In the backyard of Edwina Robinson's O'Connor home are two remarkably tiny houses.
They were both built by her older son Lachlan, one from an old shipping container and the other from scratch.
The tiny homes have given her sons, 21 and 23, an affordable and sustainable way to live, and allowed two generations and their partners to keep living together.
Ms Robinson's younger son is currently living in one tiny house while her son's girlfriend is living in the other.
But she thinks they could also help solve Canberra's housing affordability problems.
Ms Robinson - a landscape architect by trade and executive officer of see-change - submitted to the ACT Government's housing strategy the idea of using tiny houses in a homesharing program.
She said older people with available land who wanted to stay in their homes could be matched up with people looking for more affordable housing.
"In return for using their land to put the tiny house on, they would help out that older person around the house," she said.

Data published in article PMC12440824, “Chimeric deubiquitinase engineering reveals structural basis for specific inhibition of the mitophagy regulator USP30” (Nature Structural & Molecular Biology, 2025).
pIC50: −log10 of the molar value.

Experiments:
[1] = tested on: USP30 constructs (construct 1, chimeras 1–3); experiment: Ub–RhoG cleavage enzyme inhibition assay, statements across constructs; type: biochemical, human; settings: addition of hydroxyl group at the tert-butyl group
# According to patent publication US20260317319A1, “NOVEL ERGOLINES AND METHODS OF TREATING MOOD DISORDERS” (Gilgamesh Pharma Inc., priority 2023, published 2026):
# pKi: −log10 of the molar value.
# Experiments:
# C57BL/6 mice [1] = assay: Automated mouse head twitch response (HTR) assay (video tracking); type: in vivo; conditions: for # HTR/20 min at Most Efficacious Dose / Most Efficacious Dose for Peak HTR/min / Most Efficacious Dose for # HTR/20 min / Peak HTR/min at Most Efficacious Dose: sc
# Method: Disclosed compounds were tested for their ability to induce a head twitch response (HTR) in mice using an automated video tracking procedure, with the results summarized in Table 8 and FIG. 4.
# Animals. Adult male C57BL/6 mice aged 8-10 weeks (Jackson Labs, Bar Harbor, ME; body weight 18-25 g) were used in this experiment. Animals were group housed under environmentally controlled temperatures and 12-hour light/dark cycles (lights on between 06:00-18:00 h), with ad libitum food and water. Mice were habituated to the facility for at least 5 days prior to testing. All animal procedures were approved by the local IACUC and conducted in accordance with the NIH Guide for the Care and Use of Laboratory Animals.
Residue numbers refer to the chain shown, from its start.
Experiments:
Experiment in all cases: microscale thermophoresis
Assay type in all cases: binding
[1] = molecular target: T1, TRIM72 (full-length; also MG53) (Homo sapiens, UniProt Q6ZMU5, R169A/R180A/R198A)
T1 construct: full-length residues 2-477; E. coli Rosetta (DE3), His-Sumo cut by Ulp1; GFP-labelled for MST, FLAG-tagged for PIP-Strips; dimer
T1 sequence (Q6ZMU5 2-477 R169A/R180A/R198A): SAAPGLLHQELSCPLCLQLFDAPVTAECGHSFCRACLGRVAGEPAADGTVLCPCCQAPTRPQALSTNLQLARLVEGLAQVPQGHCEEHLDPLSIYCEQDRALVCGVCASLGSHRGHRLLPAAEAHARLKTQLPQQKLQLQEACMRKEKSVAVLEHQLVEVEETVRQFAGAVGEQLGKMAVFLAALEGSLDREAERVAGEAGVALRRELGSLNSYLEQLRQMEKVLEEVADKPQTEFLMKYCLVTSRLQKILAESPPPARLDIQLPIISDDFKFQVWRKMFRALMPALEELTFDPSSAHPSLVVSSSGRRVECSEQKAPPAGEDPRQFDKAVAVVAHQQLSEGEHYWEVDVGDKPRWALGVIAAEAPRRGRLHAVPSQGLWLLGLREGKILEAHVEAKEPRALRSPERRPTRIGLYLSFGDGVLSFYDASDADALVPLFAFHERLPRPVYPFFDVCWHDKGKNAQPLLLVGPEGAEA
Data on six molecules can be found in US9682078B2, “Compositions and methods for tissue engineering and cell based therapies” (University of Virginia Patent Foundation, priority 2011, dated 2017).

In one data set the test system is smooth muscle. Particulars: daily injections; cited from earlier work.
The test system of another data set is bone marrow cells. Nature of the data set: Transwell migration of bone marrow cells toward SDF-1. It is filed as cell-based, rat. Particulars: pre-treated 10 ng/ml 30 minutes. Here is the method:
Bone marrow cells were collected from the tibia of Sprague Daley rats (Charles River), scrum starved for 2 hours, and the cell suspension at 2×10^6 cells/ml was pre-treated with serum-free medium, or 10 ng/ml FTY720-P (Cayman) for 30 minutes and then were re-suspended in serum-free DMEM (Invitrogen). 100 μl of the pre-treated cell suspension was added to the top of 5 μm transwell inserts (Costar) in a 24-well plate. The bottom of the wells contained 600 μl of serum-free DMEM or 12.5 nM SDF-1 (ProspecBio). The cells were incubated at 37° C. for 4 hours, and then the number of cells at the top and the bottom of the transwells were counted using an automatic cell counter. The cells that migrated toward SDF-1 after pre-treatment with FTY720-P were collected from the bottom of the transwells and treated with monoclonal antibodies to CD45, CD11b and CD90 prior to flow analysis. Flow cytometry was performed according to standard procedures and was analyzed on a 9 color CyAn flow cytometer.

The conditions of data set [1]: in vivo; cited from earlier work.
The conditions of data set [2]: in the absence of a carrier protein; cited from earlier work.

She also suggested a social enterprise where the government gives people land who are then skilled up to build the tiny houses.
But she said regulations around land use needed to be more flexible..
"We really need the ACT Government to be thinking creatively and it looks like they're going to be, hopefully that will include where people can put [tiny houses]," Ms Robinson said.
"You also don't want to create a ghetto in a way."
Ms Robinson has also looked into how the Nightingale model could be brought to Canberra.
It is one of three pilot programs the ACT Government has committed to exploring.
It revolves around building "developer-free" apartments, where instead a small group of investors take less of a profit.
The apartments - sustainably designed and built - are also prevented from being sold at a significant profit and often have an element of co-housing with residents sharing facilities such as a laundry or garden.
Ms Robinson and other inner north residents have been discussing was to create a co-housing options in Canberra
"Our ultimate aim is to build at least one co-housing complex in Canberra's inner north but also be an advocacy group for other co-housing," she said.